New Prize-Winning Research in Neuroplasticity
Three scientists who have conducted incredible research in neuroplasticity were granted the 2023 Brain Prize, the largest award in the neuroscience field. In this article, we’ll overview their findings and what they could mean for the future of neuroscience.
The basics of neuroplasticity
Neuroplasticity refers to the brain’s ability to adapt and make new connections. It is a process that occurs throughout a lifetime. We may think of children’s brains as more flexible, and adult brains as set in their ways. However, this isn’t necessarily the case. While children’s brains are very plastic during development, adult brains are also flexible and able to learn and change. This ability can be attributed to neuroplasticity. This is what allows us to heal from a brain injury, form a new habit, learn a new skill, and shift our attitudes or views over time. It affects who we are, and therefore every aspect of our lives.
The Brain Prize is awarded by the Danish organization The Lundbeck Foundation, and it is the largest brain research prize in the world. This year, three scientists collectively received it. They discovered fascinating new information about neuroplasticity. The scientists, Michael Greenberg, Christine Holt, and Erin Schuman, have made discoveries around how different parts of the neuron bring on the synthesis of new proteins in the brain, guiding brain development and plasticity in ways that impact our cognition throughout our lives.
The short version: Michael Greenberg’s research has shown how rapidly our brains can produce new proteins to support change and gene regulation. His discoveries have also pointed to risk factors for neurodevelopmental disorders. Researchers may explore this more in-depth for potential new therapies.
In his early work, Greenberg, a neuroscientist at Harvard Medical School, discovered the cFos gene and its associated protein called Fos. He found that when brain cells are active, they produce Fos. This begins a process of creating genes related to changing the connections between brain cells. These long-lasting changes affect the wiring of the brain. This was a surprising finding because Fos works quickly. This goes against the previous idea that gene regulation is always a slow process. Throughout his career, Greenberg and his team have continued to study how the brain’s activity shapes its connections. They have discovered important elements that control long-term changes in brain connections, which are vital for memory, behavior, and development.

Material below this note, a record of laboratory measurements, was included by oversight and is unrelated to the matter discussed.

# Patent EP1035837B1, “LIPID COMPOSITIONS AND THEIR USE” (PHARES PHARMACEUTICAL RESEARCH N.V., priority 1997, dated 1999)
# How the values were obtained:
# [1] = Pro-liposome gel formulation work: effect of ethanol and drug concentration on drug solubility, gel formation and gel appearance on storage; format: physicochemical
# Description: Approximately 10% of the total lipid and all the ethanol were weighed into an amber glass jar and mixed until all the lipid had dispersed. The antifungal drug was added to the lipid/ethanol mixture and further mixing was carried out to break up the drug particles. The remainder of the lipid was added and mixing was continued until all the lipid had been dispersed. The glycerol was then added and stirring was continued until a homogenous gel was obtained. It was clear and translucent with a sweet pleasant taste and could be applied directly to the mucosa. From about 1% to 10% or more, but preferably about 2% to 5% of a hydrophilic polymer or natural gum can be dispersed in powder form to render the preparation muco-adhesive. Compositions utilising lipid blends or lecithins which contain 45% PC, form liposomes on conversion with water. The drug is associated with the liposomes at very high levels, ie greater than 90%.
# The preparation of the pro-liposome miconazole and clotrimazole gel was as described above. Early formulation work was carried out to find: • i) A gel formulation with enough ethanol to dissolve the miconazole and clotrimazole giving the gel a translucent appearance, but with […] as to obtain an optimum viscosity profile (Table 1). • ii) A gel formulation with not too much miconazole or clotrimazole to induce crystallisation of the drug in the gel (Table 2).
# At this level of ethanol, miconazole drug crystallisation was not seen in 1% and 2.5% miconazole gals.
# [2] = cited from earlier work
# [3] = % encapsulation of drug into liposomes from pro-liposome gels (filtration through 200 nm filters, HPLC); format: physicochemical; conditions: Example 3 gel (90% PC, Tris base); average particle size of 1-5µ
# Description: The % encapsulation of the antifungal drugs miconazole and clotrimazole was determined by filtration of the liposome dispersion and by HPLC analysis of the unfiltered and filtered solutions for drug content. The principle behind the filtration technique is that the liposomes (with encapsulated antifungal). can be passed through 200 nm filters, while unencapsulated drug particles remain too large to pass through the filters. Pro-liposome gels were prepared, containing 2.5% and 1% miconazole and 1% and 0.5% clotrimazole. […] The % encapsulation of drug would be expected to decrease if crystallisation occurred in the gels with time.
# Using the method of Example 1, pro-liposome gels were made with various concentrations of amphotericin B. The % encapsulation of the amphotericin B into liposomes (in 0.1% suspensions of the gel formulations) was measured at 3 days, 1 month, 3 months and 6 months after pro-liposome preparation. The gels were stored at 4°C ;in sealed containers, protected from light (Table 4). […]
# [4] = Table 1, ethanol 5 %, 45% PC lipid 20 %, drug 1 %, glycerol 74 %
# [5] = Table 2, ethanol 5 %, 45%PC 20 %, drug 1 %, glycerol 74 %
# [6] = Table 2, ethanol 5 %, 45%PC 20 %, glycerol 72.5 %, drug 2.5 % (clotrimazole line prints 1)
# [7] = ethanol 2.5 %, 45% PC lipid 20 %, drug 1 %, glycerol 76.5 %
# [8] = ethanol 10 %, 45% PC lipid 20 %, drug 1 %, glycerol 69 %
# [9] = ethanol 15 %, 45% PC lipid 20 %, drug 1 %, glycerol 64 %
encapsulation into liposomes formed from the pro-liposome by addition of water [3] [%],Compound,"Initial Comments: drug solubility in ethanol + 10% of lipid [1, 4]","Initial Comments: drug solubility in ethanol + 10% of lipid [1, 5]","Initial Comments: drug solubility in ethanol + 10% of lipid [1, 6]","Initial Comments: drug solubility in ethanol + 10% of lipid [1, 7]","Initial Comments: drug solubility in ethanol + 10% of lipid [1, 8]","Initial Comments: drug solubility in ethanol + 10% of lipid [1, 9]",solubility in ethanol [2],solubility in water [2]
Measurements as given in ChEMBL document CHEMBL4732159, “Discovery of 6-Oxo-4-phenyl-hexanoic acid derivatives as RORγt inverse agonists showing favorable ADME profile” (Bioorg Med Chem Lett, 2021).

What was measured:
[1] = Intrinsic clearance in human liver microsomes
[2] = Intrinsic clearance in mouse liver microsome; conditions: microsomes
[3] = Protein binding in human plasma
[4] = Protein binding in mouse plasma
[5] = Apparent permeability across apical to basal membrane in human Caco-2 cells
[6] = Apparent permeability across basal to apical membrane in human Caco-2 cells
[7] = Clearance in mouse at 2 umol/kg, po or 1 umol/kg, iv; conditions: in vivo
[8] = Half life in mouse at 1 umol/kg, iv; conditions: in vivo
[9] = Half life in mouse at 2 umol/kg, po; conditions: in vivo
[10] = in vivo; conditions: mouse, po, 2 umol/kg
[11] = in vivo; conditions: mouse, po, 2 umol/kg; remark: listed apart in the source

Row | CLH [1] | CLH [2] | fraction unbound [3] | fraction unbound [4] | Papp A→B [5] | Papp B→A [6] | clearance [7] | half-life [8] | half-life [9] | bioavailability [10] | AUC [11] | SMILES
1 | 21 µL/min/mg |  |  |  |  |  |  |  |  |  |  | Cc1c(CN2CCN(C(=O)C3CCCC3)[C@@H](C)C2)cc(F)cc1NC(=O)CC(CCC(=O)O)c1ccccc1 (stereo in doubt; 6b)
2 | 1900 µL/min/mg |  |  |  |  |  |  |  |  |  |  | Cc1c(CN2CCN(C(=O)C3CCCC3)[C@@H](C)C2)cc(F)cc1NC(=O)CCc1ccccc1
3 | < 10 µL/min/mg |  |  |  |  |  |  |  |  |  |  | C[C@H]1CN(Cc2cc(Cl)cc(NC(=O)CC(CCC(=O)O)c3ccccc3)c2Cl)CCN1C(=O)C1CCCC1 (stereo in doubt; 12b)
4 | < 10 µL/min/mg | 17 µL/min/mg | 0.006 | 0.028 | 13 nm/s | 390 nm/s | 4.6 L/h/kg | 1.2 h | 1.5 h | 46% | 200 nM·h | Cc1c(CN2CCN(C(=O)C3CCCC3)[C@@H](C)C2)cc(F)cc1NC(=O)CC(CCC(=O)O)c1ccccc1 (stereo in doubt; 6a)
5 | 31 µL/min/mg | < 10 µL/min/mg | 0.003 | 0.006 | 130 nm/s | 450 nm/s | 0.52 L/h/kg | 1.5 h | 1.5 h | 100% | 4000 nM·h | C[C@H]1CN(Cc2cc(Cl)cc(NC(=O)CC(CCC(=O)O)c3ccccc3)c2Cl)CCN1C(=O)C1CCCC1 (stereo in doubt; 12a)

The short version: Building off of Greenberg’s research, Schuman focused on understanding how the brain maintains and strengthens connections between individual synapses.
Greenberg showed that Fos and other genes are involved in long-term changes in brain connections, but scientists were still unsure about how these changes happen at specific connections that are far away from the cell’s control center, the nucleus. This interested Schuman, the director of the Max Planck Institute in Germany. In 1996, Schuman was the first to demonstrate that making new proteins directly at these far-away connections is necessary for strengthening them, even without making any changes in the genes at the nucleus. “The solution that neurons have come up with is to send mRNAs” from the nucleus to the axons, she explained, “once the mRNAs are in the processes, proteins can be made on demand.” Since then, Schuman has continued studying how making and breaking down proteins at specific connections affects the brain’s ability to change, which is important for diseases like Fragile X Syndrome and Tuberous Sclerosis.
The short version: Holt’s research shows how synapses create connections during development. Her discovery includes the location of protein creation in the neuron.
Holt is a neuroscientist as the University of Cambridge. She has studied how synaptic connections form in our brains during development, and how the brain maintains these connections in the long-term. She discovered that as neurons form during development, proteins form and break down at the tip of the axons. Axons are the long tails in neurons along which impulses are conducted. Her work shows how axons are guided over long distances within the brain to form effective connections during development. Her research also includes how proteins can form on-demand to encourage adaptability.
All three researchers’ discoveries combine to give scientists an improved understanding of neuroplasticity. We can now understand more clearly how neuroplasticity works on a cellular and molecular level. They point to how experience can shape both a developing infant brain and a mature adult brain. They also help scientists to more deeply understand the genetic basis of neurodevelopmental and neurodegenerative conditions. Interruptions in the synapses of the brain can lead to conditions like Fragile X Syndrome and Alzheimer’s. These discoveries may lead to new treatments. We’ll have our eye on these amazing researchers and how their discoveries may change the future of brain health.